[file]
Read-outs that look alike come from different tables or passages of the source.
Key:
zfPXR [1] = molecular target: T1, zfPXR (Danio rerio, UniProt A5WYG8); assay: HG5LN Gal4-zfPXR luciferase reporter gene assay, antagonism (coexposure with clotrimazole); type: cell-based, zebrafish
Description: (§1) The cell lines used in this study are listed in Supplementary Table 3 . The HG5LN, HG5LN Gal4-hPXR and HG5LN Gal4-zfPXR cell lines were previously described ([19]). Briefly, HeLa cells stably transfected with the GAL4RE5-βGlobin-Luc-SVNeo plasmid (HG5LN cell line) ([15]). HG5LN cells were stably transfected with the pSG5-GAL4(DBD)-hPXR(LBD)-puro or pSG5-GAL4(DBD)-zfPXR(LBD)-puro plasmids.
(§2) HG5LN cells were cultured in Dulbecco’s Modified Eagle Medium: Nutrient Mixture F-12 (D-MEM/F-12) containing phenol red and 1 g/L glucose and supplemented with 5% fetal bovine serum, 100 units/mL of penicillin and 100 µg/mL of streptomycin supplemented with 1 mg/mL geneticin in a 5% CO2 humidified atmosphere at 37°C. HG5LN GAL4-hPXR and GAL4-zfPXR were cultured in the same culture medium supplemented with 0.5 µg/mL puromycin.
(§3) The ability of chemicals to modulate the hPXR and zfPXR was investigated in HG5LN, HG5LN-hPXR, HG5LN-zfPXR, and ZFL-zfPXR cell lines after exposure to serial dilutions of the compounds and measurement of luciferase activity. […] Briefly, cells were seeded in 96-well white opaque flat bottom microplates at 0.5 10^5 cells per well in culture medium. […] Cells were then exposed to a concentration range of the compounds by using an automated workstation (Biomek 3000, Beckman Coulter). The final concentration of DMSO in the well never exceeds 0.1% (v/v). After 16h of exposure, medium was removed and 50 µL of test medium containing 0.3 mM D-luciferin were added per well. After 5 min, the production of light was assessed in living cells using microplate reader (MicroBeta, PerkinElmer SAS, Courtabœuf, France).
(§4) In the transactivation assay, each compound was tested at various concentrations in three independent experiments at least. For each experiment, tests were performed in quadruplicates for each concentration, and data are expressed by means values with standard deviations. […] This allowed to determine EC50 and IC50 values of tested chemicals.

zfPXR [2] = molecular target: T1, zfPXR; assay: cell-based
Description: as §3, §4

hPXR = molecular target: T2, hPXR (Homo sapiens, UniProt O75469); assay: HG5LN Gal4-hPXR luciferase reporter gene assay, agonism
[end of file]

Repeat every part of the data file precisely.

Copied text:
Read-outs that look alike come from different tables or passages of the source.
Key:
zfPXR [1] = molecular target: T1, zfPXR (Danio rerio, UniProt A5WYG8); assay: HG5LN Gal4-zfPXR luciferase reporter gene assay, antagonism (coexposure with clotrimazole); type: cell-based, zebrafish
Description: (§1) The cell lines used in this study are listed in Supplementary Table 3 . The HG5LN, HG5LN Gal4-hPXR and HG5LN Gal4-zfPXR cell lines were previously described ([19]). Briefly, HeLa cells stably transfected with the GAL4RE5-βGlobin-Luc-SVNeo plasmid (HG5LN cell line) ([15]). HG5LN cells were stably transfected with the pSG5-GAL4(DBD)-hPXR(LBD)-puro or pSG5-GAL4(DBD)-zfPXR(LBD)-puro plasmids.
(§2) HG5LN cells were cultured in Dulbecco’s Modified Eagle Medium: Nutrient Mixture F-12 (D-MEM/F-12) containing phenol red and 1 g/L glucose and supplemented with 5% fetal bovine serum, 100 units/mL of penicillin and 100 µg/mL of streptomycin supplemented with 1 mg/mL geneticin in a 5% CO2 humidified atmosphere at 37°C. HG5LN GAL4-hPXR and GAL4-zfPXR were cultured in the same culture medium supplemented with 0.5 µg/mL puromycin.
(§3) The ability of chemicals to modulate the hPXR and zfPXR was investigated in HG5LN, HG5LN-hPXR, HG5LN-zfPXR, and ZFL-zfPXR cell lines after exposure to serial dilutions of the compounds and measurement of luciferase activity. […] Briefly, cells were seeded in 96-well white opaque flat bottom microplates at 0.5 10^5 cells per well in culture medium. […] Cells were then exposed to a concentration range of the compounds by using an automated workstation (Biomek 3000, Beckman Coulter). The final concentration of DMSO in the well never exceeds 0.1% (v/v). After 16h of exposure, medium was removed and 50 µL of test medium containing 0.3 mM D-luciferin were added per well. After 5 min, the production of light was assessed in living cells using microplate reader (MicroBeta, PerkinElmer SAS, Courtabœuf, France).
(§4) In the transactivation assay, each compound was tested at various concentrations in three independent experiments at least. For each experiment, tests were performed in quadruplicates for each concentration, and data are expressed by means values with standard deviations. […] This allowed to determine EC50 and IC50 values of tested chemicals.

zfPXR [2] = molecular target: T1, zfPXR; assay: cell-based
Description: as §3, §4

hPXR = molecular target: T2, hPXR (Homo sapiens, UniProt O75469); assay: HG5LN Gal4-hPXR luciferase reporter gene assay, agonism